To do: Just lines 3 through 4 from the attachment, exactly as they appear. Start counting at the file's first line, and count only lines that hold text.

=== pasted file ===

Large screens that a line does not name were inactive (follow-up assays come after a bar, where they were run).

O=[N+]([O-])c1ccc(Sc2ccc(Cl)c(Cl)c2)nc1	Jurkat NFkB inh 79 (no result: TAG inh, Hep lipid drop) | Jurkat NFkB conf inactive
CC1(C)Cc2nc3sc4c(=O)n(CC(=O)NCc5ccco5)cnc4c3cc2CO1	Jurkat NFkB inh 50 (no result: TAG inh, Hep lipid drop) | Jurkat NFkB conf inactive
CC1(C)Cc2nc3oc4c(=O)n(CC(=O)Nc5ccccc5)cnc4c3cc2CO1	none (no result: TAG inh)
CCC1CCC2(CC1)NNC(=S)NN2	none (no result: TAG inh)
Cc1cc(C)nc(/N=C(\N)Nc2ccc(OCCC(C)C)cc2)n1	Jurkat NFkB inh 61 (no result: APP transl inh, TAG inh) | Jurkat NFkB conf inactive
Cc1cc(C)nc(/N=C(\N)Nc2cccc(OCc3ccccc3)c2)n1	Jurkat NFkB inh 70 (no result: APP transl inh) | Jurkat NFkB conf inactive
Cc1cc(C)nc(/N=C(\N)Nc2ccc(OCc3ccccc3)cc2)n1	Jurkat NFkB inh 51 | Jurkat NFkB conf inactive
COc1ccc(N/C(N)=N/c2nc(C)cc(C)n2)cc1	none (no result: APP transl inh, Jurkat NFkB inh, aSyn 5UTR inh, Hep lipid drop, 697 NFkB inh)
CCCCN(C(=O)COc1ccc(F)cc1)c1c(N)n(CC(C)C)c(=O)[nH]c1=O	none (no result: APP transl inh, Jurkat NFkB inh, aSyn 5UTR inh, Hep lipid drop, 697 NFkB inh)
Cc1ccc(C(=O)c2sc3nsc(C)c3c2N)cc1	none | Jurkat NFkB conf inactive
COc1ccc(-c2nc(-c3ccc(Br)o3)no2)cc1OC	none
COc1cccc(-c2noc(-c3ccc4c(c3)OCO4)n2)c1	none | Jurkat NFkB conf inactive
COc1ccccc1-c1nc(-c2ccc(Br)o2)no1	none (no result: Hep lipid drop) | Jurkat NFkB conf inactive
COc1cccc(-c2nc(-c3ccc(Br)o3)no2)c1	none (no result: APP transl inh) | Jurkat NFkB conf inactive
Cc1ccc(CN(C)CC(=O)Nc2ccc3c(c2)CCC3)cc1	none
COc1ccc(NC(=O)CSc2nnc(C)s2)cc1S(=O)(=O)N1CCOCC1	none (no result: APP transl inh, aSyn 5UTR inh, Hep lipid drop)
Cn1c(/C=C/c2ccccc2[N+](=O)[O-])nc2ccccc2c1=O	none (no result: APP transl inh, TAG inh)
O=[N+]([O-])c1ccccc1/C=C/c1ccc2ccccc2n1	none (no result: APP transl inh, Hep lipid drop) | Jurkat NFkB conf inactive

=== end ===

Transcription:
CC1(C)Cc2nc3sc4c(=O)n(CC(=O)NCc5ccco5)cnc4c3cc2CO1	Jurkat NFkB inh 50 (no result: TAG inh, Hep lipid drop) | Jurkat NFkB conf inactive
CC1(C)Cc2nc3oc4c(=O)n(CC(=O)Nc5ccccc5)cnc4c3cc2CO1	none (no result: TAG inh)